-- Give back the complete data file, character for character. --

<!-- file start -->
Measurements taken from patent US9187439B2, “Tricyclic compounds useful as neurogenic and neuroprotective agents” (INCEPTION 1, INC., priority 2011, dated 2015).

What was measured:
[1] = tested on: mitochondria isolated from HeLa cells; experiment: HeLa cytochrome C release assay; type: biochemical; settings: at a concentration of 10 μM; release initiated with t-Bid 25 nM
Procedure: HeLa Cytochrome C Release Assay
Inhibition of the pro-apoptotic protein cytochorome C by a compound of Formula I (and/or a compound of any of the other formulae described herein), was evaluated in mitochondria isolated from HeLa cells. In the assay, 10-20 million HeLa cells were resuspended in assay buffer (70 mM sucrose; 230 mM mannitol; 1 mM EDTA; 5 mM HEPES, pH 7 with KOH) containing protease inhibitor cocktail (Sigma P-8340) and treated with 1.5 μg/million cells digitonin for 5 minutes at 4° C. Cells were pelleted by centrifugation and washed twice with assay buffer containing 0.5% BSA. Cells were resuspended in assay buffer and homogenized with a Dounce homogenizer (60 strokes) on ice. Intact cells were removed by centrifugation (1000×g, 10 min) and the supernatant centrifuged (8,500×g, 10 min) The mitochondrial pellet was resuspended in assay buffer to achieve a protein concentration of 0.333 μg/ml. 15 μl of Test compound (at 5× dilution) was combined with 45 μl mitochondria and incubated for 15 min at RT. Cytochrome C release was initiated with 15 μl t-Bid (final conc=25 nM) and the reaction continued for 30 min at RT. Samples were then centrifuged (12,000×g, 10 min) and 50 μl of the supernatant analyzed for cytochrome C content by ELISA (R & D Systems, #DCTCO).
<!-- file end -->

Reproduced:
Measurements taken from patent US9187439B2, “Tricyclic compounds useful as neurogenic and neuroprotective agents” (INCEPTION 1, INC., priority 2011, dated 2015).

What was measured:
[1] = tested on: mitochondria isolated from HeLa cells; experiment: HeLa cytochrome C release assay; type: biochemical; settings: at a concentration of 10 μM; release initiated with t-Bid 25 nM
Procedure: HeLa Cytochrome C Release Assay
Inhibition of the pro-apoptotic protein cytochorome C by a compound of Formula I (and/or a compound of any of the other formulae described herein), was evaluated in mitochondria isolated from HeLa cells. In the assay, 10-20 million HeLa cells were resuspended in assay buffer (70 mM sucrose; 230 mM mannitol; 1 mM EDTA; 5 mM HEPES, pH 7 with KOH) containing protease inhibitor cocktail (Sigma P-8340) and treated with 1.5 μg/million cells digitonin for 5 minutes at 4° C. Cells were pelleted by centrifugation and washed twice with assay buffer containing 0.5% BSA. Cells were resuspended in assay buffer and homogenized with a Dounce homogenizer (60 strokes) on ice. Intact cells were removed by centrifugation (1000×g, 10 min) and the supernatant centrifuged (8,500×g, 10 min) The mitochondrial pellet was resuspended in assay buffer to achieve a protein concentration of 0.333 μg/ml. 15 μl of Test compound (at 5× dilution) was combined with 45 μl mitochondria and incubated for 15 min at RT. Cytochrome C release was initiated with 15 μl t-Bid (final conc=25 nM) and the reaction continued for 30 min at RT. Samples were then centrifuged (12,000×g, 10 min) and 50 μl of the supernatant analyzed for cytochrome C content by ELISA (R & D Systems, #DCTCO).